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Dark patterns: Yes, you are being tricked.

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Sophie King

Let’s take a moment to consider what bad design is. Usually, it consists of mistakes due to either laziness or a lack of understanding. These are known as anti-patterns. 

However, there’s another type of bad design that often goes under the radar. Unlike anti-patterns, it has been carefully considered and created with a solid understanding of human psychology…

Dark patterns. 

UX designer Harry Brignul coined the term ‘dark pattern’ back in 2010. They are sneaky user interface (UI) elements that have been designed with the intention of purposefully tricking and manipulating the user into an unwanted action. They often go undetected. 

Let’s be clear; ‘dark patterns’ are not outright scams. They are techniques used by well-established brands that benefit the company rather than the user.

So, why do companies resort to this type of deception? There’s only one reason; to increase sales. Short term this tactic may work, but ultimately it will result in customers no longer trusting the brand, product and service. Consequently, they may find an alternative.

Types of Dark Patterns

Let’s take a look at the different types of dark patterns... 

Trick Questions - Whilst the user completes a form they respond to a question that appears to ask one thing, but when read carefully it asks something different entirely.

The user is first asked to opt in, the second asks them to opt - this pattern is often used and users do not realise the action has changed.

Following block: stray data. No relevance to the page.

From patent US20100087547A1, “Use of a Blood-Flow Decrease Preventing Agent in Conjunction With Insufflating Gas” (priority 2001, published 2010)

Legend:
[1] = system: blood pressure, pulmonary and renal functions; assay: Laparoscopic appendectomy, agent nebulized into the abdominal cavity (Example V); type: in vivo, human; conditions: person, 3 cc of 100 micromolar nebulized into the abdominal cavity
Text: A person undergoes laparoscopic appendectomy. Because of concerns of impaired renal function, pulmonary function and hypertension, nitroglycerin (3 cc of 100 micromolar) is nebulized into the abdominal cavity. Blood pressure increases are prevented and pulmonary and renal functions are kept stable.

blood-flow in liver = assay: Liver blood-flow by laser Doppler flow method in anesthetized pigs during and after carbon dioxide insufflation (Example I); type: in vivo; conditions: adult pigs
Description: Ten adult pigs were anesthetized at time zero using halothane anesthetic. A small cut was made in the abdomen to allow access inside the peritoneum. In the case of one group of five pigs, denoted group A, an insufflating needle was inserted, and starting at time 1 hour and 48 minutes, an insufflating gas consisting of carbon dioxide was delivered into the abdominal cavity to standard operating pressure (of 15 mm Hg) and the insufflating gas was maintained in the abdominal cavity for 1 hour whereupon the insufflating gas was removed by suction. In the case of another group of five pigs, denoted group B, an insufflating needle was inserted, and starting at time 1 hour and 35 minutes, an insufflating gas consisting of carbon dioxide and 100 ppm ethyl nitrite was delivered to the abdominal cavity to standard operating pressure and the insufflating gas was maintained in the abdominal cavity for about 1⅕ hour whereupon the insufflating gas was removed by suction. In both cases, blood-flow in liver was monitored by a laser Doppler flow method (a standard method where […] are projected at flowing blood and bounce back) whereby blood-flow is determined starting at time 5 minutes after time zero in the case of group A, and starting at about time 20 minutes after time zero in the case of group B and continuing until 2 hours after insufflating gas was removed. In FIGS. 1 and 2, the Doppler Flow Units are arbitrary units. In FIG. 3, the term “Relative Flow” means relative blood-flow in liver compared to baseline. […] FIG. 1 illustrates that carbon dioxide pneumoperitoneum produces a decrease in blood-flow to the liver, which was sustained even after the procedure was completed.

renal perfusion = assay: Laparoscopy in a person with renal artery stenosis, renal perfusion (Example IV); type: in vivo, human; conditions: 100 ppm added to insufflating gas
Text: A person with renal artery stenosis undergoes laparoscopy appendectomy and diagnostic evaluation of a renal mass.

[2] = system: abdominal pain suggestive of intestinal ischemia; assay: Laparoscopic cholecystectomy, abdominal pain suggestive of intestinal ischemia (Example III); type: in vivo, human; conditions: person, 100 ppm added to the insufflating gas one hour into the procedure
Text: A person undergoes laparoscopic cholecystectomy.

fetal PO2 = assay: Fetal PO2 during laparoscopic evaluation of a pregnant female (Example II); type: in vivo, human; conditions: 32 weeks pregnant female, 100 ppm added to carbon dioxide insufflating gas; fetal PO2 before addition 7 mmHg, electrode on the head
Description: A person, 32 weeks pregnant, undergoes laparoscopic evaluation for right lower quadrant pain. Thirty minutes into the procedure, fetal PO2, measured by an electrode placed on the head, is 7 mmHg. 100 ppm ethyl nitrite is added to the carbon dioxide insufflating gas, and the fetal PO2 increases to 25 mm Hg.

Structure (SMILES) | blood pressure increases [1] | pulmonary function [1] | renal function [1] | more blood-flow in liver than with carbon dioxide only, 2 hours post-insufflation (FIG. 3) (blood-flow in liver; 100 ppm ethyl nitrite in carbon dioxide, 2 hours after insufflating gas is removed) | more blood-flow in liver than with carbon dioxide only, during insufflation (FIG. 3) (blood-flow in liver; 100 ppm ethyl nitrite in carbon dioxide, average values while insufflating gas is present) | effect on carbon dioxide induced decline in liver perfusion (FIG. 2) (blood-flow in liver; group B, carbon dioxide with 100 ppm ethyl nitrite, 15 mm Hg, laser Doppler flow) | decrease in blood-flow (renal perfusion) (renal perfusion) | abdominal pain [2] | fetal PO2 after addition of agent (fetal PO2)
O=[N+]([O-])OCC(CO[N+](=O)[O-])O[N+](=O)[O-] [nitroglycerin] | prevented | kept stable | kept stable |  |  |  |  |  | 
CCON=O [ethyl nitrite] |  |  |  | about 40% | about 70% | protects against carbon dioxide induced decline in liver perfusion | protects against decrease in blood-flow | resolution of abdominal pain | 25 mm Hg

Sneaks into Basket - During the checkout process the site places an additional item in your basket - often using an opt-out radio button or checkbox on the prior page.

The customer attempts to purchase something, but somewhere in the journey, the site sneaks an additional item into your basket.

Roach Motel - Where the user gets into a situation easily, but it's almost impossible to get out of. This type of dark pattern is very common.

You can check out with ease, but you can never leave!

Privacy Zuckering - The user accidentally shares more information about themselves than intended. It is aptly named after Facebook’s CEO Mark Zuckerberg.

Misdirection - The design purposefully manipulates the user attracting their attention and distracting them from something else.

Hidden Costs - The user gets to the final stage of the checkout process only to discover an unexpected charge has appeared - often shipping costs

Bait & Switch - You set out to do one thing, but a different ‘undesirable’ thing happens.

Confirmshaming - This is the act of guilting users into opting into something - designed in a way to ‘shame’ the user if they do not comply.

Disguised Ads - These are ads that are disguised as other types of content or navigation with the main objective of getting the user to click it.

Forced Continuity - The user reaches the end of their free trial and the company starts charging often without warning. Additionally, they make cancelling the membership extremely difficult.

Friend Spam - The product asks the user for email and/or social permissions under false pretence. This inevitably results in an undesirable outcome.

Dark patterns are bad for business and can have a negative impact in the long run. Often they are used to try and mask over bad UX (user experience) and UI (user interface). If you create a fantastic product and an impeccable user experience customers will not want to ‘unsubscribe.’ Instead of wasting energy tricking and manipulating the user, spend that time improving the overall design.   

So, now you know. It won’t be long before you start noticing them everywhere!

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